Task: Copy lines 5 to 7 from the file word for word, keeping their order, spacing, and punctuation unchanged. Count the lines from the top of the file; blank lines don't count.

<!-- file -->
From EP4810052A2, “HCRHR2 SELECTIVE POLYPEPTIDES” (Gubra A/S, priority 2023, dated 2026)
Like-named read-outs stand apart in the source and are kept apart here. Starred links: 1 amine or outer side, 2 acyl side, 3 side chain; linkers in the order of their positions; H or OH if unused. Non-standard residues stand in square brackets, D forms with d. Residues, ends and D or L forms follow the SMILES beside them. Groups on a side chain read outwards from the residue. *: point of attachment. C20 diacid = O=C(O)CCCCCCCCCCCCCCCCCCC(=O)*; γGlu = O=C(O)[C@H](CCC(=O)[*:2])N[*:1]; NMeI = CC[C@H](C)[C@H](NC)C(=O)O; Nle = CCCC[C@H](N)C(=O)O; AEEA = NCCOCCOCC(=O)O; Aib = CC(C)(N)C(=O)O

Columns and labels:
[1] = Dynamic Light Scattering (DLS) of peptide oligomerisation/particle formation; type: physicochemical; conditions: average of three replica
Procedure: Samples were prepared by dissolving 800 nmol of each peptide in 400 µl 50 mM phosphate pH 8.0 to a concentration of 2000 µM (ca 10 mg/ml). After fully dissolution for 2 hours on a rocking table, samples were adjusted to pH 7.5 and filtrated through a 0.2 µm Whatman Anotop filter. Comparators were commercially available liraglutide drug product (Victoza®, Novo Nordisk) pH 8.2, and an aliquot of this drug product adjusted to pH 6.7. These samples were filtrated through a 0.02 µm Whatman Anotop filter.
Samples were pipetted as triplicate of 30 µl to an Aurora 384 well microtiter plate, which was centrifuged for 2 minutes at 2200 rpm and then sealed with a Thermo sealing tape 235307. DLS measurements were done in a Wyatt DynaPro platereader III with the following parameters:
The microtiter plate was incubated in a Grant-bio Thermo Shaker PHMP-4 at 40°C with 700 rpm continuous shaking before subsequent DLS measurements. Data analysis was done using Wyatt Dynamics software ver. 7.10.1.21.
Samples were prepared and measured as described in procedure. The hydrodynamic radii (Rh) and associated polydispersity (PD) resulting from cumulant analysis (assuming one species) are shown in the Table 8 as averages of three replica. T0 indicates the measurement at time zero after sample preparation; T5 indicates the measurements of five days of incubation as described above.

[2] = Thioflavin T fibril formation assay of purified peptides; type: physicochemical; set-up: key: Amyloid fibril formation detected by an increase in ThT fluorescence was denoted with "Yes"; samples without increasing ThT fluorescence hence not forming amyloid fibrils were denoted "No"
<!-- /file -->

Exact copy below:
Procedure: Samples were prepared by dissolving 800 nmol of each peptide in 400 µl 50 mM phosphate pH 8.0 to a concentration of 2000 µM (ca 10 mg/ml). After fully dissolution for 2 hours on a rocking table, samples were adjusted to pH 7.5 and filtrated through a 0.2 µm Whatman Anotop filter. Comparators were commercially available liraglutide drug product (Victoza®, Novo Nordisk) pH 8.2, and an aliquot of this drug product adjusted to pH 6.7. These samples were filtrated through a 0.02 µm Whatman Anotop filter.
Samples were pipetted as triplicate of 30 µl to an Aurora 384 well microtiter plate, which was centrifuged for 2 minutes at 2200 rpm and then sealed with a Thermo sealing tape 235307. DLS measurements were done in a Wyatt DynaPro platereader III with the following parameters:
The microtiter plate was incubated in a Grant-bio Thermo Shaker PHMP-4 at 40°C with 700 rpm continuous shaking before subsequent DLS measurements. Data analysis was done using Wyatt Dynamics software ver. 7.10.1.21.